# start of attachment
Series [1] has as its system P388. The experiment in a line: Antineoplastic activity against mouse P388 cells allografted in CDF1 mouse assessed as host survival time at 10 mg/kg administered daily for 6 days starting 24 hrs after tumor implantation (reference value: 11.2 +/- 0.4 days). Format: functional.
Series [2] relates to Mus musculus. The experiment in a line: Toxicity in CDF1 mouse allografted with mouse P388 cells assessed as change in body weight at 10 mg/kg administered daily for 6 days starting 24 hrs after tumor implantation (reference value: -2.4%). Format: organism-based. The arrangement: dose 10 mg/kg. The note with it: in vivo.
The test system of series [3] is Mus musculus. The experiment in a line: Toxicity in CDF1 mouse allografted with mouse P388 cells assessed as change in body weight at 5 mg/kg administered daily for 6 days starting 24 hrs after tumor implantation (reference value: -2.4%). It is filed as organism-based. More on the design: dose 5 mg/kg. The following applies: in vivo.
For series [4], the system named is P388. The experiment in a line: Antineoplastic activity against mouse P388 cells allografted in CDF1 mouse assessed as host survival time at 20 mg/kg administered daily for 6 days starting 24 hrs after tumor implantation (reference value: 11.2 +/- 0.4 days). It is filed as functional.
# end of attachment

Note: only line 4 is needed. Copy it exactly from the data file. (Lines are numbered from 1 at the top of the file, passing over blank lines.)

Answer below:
For series [4], the system named is P388. The experiment in a line: Antineoplastic activity against mouse P388 cells allografted in CDF1 mouse assessed as host survival time at 20 mg/kg administered daily for 6 days starting 24 hrs after tumor implantation (reference value: 11.2 +/- 0.4 days). It is filed as functional.